For example, Morris notes, it happened when the New South Wales 60c solar feed-in tariff was announced – an “overly generous” measure, he says, that the local solar industry actually argued against.
What happens in cases like this, he explains, is that consumers see it purely as a way to get their tax back, rather than as a way to install cheaper solar.
“The government was going to give me something – I don’t really care why or how – and by god I’m owed it.
“Phones are ringing off the hook. People are ringing up saying ‘How do I get my tax back? How do I get my money? I don’t care about the solar panels. If you have to put solar panels on that’s fine, but tell me how I get that money.’
“So it’s causing a lot of angst … down in Victoria already, and almost a dead stop in solar sales.”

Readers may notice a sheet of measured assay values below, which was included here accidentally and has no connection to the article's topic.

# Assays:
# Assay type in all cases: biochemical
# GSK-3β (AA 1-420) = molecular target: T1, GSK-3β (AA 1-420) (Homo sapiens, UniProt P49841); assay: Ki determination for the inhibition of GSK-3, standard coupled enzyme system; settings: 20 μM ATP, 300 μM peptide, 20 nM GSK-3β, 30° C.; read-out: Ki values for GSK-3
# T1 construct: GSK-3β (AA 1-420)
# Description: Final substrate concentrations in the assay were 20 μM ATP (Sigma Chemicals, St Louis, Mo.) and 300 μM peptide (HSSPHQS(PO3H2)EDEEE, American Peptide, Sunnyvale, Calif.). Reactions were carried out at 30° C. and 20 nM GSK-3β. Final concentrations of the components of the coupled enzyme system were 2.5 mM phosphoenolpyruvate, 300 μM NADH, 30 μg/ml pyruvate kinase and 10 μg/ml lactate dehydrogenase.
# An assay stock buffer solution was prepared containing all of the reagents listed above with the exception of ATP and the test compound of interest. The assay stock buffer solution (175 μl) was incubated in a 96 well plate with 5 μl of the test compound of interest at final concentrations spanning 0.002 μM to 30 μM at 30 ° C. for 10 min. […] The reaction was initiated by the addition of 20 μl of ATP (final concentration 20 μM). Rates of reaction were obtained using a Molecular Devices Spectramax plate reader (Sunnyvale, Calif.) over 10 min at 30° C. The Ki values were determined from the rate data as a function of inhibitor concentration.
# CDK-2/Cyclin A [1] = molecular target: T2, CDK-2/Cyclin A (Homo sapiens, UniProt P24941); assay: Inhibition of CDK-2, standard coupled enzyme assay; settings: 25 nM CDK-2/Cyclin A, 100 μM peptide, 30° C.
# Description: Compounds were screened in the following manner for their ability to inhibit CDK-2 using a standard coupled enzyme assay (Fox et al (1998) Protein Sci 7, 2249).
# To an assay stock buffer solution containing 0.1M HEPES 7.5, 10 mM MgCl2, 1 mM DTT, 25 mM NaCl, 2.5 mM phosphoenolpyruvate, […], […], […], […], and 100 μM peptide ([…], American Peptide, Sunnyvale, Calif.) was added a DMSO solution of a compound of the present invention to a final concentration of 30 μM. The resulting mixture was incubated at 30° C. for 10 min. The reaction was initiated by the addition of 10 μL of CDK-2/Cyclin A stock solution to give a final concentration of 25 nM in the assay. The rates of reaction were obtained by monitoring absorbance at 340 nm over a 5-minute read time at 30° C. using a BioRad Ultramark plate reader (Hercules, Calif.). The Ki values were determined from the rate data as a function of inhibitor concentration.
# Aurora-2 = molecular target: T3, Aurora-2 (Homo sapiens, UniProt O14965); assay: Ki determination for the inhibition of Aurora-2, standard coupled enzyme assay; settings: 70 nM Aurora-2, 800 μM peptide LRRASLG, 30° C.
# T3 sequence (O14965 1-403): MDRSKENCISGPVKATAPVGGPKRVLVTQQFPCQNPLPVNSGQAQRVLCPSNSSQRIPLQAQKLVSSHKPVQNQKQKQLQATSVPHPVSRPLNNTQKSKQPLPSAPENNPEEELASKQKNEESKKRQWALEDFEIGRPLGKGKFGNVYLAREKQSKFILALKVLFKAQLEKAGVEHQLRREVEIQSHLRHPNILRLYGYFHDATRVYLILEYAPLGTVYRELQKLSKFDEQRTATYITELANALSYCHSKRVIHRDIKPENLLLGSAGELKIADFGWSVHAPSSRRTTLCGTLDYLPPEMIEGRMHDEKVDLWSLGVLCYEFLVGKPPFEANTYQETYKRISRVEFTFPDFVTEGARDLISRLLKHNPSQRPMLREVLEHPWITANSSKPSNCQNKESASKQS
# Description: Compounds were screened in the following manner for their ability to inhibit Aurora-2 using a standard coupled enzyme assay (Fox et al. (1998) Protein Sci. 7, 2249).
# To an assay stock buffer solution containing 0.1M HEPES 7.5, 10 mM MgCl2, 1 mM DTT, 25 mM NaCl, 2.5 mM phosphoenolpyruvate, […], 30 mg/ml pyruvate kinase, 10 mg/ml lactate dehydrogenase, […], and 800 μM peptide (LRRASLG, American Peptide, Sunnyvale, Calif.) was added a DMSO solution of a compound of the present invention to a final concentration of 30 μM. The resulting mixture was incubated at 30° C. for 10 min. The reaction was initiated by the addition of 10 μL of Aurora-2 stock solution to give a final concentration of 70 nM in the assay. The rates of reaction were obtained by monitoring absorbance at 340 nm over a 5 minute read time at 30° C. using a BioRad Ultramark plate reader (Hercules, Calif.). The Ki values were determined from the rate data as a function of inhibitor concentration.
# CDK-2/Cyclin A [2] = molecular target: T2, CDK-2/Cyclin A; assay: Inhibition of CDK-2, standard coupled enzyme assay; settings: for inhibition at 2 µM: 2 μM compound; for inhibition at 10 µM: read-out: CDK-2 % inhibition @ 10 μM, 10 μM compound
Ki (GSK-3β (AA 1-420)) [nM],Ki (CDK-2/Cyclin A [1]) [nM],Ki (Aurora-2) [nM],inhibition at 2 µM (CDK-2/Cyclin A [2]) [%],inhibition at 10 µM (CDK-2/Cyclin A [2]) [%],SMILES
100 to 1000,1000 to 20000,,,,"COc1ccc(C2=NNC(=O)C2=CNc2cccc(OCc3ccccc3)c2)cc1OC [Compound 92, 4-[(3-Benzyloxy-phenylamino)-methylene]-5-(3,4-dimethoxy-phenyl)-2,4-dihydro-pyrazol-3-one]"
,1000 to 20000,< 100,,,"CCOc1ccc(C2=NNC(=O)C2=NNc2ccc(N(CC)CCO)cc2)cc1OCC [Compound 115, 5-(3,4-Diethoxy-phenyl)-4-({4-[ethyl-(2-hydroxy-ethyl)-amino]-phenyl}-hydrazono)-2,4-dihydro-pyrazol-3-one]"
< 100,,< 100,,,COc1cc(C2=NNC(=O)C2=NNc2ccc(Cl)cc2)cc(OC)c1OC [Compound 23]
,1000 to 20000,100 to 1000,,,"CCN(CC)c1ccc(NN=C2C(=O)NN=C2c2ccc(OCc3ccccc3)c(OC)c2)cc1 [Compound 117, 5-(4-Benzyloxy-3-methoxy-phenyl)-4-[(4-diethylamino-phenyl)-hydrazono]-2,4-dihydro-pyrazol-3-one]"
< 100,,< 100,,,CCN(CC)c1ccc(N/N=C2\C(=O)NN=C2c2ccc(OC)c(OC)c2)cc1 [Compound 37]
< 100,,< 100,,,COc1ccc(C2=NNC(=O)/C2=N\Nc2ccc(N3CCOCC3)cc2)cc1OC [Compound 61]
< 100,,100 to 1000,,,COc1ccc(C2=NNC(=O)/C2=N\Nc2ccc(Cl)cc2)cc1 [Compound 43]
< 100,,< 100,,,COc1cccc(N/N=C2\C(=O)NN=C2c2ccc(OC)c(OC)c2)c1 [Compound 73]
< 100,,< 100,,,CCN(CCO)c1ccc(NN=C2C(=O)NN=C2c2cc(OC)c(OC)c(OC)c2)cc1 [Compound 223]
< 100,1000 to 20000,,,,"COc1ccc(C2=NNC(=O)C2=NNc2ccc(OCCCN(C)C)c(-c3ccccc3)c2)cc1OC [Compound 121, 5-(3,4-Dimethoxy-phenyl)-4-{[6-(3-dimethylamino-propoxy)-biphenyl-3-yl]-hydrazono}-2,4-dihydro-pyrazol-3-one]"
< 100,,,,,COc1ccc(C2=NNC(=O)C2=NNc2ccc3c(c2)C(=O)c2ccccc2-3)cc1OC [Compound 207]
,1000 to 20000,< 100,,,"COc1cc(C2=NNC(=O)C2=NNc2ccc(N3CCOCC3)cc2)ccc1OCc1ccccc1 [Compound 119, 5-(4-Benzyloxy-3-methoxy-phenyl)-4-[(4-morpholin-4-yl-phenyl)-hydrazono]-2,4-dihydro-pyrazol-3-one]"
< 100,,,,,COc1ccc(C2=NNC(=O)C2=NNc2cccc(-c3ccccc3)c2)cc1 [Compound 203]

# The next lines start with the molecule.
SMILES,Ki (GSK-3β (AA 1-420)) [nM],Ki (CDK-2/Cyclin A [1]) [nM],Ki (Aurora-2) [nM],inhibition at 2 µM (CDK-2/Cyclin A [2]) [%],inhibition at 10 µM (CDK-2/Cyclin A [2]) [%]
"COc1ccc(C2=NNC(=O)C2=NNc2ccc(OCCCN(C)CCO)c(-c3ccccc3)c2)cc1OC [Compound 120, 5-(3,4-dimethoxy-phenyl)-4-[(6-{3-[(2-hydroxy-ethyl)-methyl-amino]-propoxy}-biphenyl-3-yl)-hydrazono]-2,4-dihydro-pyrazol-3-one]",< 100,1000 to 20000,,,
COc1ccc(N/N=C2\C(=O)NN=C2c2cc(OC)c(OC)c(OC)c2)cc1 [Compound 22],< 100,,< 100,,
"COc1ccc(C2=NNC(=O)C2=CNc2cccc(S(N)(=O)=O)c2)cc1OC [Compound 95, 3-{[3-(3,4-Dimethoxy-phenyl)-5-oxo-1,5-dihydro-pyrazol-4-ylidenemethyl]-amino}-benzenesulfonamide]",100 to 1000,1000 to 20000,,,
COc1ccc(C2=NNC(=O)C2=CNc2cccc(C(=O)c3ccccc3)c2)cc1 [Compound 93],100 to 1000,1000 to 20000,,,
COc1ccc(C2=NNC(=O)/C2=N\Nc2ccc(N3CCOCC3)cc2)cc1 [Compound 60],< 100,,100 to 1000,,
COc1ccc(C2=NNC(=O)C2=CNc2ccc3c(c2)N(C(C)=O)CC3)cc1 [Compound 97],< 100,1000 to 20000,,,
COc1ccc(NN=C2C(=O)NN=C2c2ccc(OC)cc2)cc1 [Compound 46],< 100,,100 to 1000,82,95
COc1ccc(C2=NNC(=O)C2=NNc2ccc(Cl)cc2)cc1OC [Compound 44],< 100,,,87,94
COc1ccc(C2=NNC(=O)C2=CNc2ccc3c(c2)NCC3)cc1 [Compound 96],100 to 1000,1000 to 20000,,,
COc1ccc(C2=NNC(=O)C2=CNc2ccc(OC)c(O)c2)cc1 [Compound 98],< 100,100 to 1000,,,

To add to the confusion, Morris says, installers are also experiencing a backlash from customers who purchased before the rebate was announced.
(“They) are now ringing their solar installer saying ‘oh mate, you must’ve known about this, give me my two grand!’
“So, it’s not been managed as well as it could have been managed. And I really, really, really implore the Victorian solar guys – great bunch of guys behind the scheme – but please, get the detail out and get the scheme rolling.
“When you make these announcements, you have to be ready, and you have to roll fast.”
Morris’ comments align with those from the Smart Energy Council last week, which expressed concern that it might create more problems for the industry than benefits, if not managed properly – and particularly with half of the policy dependent on the government’s re-election in a few months.
As Giles Parkinson notes in the podcast, a similar situation arose in South Australia earlier this year with both the Labor and Coalition parties announcing different incentives for battery storage and rooftop solar ahead of that state’s election.
Installers reported a pause in the market – as customers waited to see which way the cards were dealt and if there was a better deal to be had by holding off.